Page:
Jews and Muslims for Justice

Jews and Muslims for Justice

by Dr. Robert D. Crane

  Thomas Jefferson was the most insistent and profound of all the Founders on the need to separate Church from State while at the same time providing the freedom for public life to be infused with awareness and love of God.  During his campaign for the presidency, his enemies tried to brand him as an atheist because he did not believe in the trinity, but it is amazing that people can pervert history to support this view even today.  The strategy of these secular fundamentalists is based on the motto that whoever can rewrite the past can control the future.

  The challenge is to provide freedom for enlightened religion based on love of God while assuring that organized exclusivist religion does not produce organized exclusivist politics and vice versa.  If either one controls the other or if they work in tandem then the founding vision of America will be in jeopardy, as it is right now.

  Some people say that one can be a visionary and a good person without being formally affiliated with a religion.  I would go them one better.  I believe that often people who call themselves atheists are merely asserting to themselves that they reject the superficial anthropomorphic ideas of religious fundamentalists.  They reject any troglodite ideas about God (troglodites were the first creatures with hard shells to crawl out of the primordial ooze) precisely because they believe in God, necessarily without a name, in a profound way that is inherent in human nature.  They can be the most profound visionaries and moral people precisely because they reject the superficial nonsense that they have been told constititutes religion.

  This lack of mutual understanding among “religious” people is universal in all formal religions, but only because the followers of prophets rarely understand their essential teachings. The Wahhabis don’t know how to deal with such verses of the Qur’an as wa najmu wa al shejaru yasujdan, “and the stars and the trees bow down (to God)”  In other places the Qur’an says that all of creation knows the ultimate because it comes from there, “but in ways you do not understand.”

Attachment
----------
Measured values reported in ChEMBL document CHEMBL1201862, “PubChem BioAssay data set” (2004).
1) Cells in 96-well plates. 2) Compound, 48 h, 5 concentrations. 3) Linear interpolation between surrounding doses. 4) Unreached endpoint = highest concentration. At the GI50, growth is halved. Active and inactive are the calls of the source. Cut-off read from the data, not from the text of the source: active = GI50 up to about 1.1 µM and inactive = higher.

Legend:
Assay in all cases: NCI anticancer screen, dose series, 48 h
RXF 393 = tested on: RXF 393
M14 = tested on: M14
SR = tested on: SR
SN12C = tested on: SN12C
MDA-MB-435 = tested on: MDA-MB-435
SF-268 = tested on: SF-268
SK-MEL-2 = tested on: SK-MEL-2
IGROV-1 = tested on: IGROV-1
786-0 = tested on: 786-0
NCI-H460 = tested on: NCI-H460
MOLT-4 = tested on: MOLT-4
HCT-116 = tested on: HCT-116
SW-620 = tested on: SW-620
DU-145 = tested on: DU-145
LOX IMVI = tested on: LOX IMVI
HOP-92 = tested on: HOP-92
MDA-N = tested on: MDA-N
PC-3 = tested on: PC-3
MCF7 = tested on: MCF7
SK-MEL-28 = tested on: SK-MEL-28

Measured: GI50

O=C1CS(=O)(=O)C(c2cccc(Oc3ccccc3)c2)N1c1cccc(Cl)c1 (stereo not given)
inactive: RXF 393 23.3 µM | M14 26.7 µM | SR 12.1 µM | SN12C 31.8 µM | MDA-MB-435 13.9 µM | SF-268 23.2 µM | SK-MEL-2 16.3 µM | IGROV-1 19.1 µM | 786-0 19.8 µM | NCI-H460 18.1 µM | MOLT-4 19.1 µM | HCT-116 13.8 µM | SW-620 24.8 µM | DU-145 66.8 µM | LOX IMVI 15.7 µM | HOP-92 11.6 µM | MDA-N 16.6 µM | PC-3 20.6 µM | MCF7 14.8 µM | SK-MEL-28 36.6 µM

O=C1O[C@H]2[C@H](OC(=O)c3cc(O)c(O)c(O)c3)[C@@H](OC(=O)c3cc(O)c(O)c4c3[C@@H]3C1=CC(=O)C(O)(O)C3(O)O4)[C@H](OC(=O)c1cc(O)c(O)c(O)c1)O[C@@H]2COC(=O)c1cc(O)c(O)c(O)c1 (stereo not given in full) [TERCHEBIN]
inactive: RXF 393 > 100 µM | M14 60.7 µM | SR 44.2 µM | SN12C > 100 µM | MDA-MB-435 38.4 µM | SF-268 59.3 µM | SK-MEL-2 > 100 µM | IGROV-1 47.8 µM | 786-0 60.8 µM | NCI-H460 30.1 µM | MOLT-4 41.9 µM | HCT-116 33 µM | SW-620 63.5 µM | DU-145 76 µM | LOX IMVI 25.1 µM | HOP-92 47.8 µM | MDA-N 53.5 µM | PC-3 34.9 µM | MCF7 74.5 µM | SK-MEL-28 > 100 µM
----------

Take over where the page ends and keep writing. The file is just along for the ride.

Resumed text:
In Christianity, Meister Eckhart, who succeeded Thomas Aquinas in the chair of theology at the University of Paris and was perhaps the greatest of the medieval Christian theologians, explained it in a thoroughly Islamic way by identifying three levels of reality.  We live at the level of existence, the Trinity is at the level of Being, and God is Beyond Being.  This means that the “Father,” ‘Son”, and Holy Spirit” refer to the three principal attributes of God, namely, power, compassion, and wisdom.  Only superficial understanding would objectify any or all of these three as the ultimate (and, of course, more than one can not be ultimate).  The Qur’an mentions 96 additional ones, but ranks these three at the top.  Of course, Meister Eckhart was excommunicated by the renegade Avignon pope, and the principal advocate of this tripartite level of reality today, Hans Kung, has been forbidden to teach at any Catholic university.  Sad.

  Self-styled atheists may have whole stacks of chips on their shoulders, but only because of their deeper awareness of what is beyond human limitations on God.  If they would pursue their inherent insights a little further they would shed these chips and be more compassionate toward those Jews, Christians, and Muslims who have not been granted their level of understanding and who therefore seek refuge in what are essentially manmade religions.

  The so-called “mystics” have been saying this over and over for thousands of years.  We used to have to remain underground in order to survive, but the state of the world is now so grave that some of these dear souls, clearly still the minority, are beginning to speak up. 

  The higher the knowledge, the greater is the responsibility to seek justice.  The Jews and Muslims have always been called like no other entire peoples to seek justice.  If they do not, who will?

  The responsibility has never been greater than at the present moment for America and Israel to cooperate in becoming models for humanity, as envisioned by their founding spiritual leaders, among whom I would place Rebbe Abraham Izaac Kook at the top among Jews and George Washington among Christians. 

  The meaning of America was enshrined in the Preamble to the American Constitution, which set forth five purposes of the great American experiment in self-governance.  The first is justice, and the last, because it is a product of the first, is freedom. 

  Few people know, and it could never be taught in American schools today, that George Washington rose before sunrise every day to spend an hour in contemplation and reading of scripture and that every afternoon he spent half an hour in private prayer even if to do so he had to interrupt a cabinet meeting.  Nowadays he would be called an extremist, but only because his vision warned him against the dangers ahead in translating the mission of America into reality.  America was created with a divine mission (even though to say so makes one an extremist).  Our task is to pursue our founding vision, because if America does not who will?